New Classical MacroeconomicsSee also: New classical macroeconomics and Real Business Cycle Theory
While general equilibrium theory and neoclassical economics generally were originally microeconomic theories, New classical macroeconomics builds a macroeconomic theory on these bases. In new classical models, the macroeconomy is assumed to be at its unique equilibrium, with full employment and potential output, and that this equilibrium is assumed to always have been achieved via price and wage adjustment (market clearing). The best-known such model is Real Business Cycle Theory, in which business cycles are considered to be largely due to changes in the real economy, unemployment is not due to the failure of the market to achieve potential output, but due to equilibrium potential output having fallen and equilibrium unemployment having risen.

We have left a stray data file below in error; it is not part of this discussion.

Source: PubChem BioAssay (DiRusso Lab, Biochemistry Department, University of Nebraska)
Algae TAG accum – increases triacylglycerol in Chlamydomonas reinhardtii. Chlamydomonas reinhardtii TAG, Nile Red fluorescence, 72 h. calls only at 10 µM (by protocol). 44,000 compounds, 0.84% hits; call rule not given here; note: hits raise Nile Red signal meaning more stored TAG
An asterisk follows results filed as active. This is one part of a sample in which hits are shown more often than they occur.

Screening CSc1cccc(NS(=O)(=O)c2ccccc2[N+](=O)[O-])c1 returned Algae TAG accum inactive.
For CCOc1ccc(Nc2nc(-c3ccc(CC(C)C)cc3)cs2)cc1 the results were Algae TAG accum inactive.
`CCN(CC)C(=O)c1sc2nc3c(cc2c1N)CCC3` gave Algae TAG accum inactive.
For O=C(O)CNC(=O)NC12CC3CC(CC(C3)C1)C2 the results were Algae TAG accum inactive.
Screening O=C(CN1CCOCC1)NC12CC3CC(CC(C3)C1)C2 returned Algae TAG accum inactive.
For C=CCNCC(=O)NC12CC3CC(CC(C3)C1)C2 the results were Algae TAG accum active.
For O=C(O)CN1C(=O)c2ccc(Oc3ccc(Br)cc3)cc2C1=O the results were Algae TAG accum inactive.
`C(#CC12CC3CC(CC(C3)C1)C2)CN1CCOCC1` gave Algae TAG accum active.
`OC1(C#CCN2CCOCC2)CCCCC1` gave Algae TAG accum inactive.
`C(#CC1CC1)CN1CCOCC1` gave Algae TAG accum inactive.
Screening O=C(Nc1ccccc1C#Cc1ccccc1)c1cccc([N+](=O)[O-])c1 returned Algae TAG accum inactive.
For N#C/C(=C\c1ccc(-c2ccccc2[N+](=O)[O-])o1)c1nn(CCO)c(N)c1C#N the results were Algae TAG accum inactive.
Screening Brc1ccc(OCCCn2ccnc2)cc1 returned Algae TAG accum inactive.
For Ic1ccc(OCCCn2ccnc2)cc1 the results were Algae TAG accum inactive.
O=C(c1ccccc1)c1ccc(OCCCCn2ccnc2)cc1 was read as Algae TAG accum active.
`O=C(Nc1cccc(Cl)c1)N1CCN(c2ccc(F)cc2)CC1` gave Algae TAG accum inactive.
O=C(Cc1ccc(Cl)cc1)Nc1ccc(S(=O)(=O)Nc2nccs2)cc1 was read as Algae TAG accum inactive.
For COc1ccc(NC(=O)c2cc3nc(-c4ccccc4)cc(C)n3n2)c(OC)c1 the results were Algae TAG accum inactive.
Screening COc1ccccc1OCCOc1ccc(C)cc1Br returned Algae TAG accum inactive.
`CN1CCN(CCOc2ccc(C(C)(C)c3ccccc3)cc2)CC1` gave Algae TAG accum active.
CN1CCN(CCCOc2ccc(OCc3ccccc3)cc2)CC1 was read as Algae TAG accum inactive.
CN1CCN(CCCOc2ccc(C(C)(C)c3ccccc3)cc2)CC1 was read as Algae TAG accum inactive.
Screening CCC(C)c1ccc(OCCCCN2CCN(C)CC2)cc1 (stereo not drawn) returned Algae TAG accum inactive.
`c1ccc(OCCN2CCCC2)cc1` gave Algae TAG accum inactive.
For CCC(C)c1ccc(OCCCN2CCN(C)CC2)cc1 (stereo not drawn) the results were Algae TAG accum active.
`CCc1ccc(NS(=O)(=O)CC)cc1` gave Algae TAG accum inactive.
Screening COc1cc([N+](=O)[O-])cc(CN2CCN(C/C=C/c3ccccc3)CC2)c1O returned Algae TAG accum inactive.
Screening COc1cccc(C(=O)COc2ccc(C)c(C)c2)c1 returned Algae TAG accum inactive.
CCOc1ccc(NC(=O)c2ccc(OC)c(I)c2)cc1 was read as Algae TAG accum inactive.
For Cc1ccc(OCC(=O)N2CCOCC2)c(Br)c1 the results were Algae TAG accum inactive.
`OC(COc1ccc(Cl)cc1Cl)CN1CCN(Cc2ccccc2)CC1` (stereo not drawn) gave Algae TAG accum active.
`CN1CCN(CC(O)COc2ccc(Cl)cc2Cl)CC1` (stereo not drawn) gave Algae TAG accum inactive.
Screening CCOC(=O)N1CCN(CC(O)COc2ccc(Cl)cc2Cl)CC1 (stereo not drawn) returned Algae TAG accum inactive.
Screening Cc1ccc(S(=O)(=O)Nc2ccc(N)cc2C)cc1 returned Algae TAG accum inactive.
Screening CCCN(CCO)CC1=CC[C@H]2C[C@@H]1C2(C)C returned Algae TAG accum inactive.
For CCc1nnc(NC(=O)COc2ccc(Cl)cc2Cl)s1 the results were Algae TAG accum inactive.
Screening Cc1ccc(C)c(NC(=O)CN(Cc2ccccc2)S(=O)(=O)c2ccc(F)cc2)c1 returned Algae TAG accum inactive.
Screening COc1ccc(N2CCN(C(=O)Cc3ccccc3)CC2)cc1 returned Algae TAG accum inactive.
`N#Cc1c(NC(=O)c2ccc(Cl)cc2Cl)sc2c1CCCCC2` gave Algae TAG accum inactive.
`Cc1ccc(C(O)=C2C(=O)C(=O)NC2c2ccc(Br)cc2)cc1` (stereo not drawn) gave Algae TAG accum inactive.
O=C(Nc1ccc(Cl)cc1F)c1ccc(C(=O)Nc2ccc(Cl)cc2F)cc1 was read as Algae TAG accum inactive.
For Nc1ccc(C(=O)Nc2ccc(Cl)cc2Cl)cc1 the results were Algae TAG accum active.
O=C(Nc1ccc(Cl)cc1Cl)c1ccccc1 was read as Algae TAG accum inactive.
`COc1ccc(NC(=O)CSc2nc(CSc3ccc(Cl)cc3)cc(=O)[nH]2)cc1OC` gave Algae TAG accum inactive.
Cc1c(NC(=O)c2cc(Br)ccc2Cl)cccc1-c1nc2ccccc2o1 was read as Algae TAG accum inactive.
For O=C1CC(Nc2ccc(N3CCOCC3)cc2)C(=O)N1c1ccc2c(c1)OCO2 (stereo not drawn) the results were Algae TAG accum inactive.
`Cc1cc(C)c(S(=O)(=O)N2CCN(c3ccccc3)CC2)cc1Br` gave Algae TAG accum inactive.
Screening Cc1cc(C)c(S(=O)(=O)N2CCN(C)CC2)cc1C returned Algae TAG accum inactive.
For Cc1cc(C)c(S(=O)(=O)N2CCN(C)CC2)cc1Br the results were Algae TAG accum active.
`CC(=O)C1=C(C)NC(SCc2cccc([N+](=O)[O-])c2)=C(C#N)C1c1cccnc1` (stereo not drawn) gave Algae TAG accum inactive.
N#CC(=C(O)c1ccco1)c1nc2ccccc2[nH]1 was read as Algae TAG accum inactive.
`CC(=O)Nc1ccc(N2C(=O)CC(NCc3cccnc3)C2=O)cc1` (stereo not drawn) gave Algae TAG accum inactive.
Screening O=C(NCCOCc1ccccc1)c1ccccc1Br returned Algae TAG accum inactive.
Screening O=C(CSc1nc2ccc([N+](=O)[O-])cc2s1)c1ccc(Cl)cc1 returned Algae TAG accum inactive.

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“Against classical philosophy: thinking about eternity or the immensity of the universe does not lessen my unhappiness.”
—Mason Cooley (b. 1927)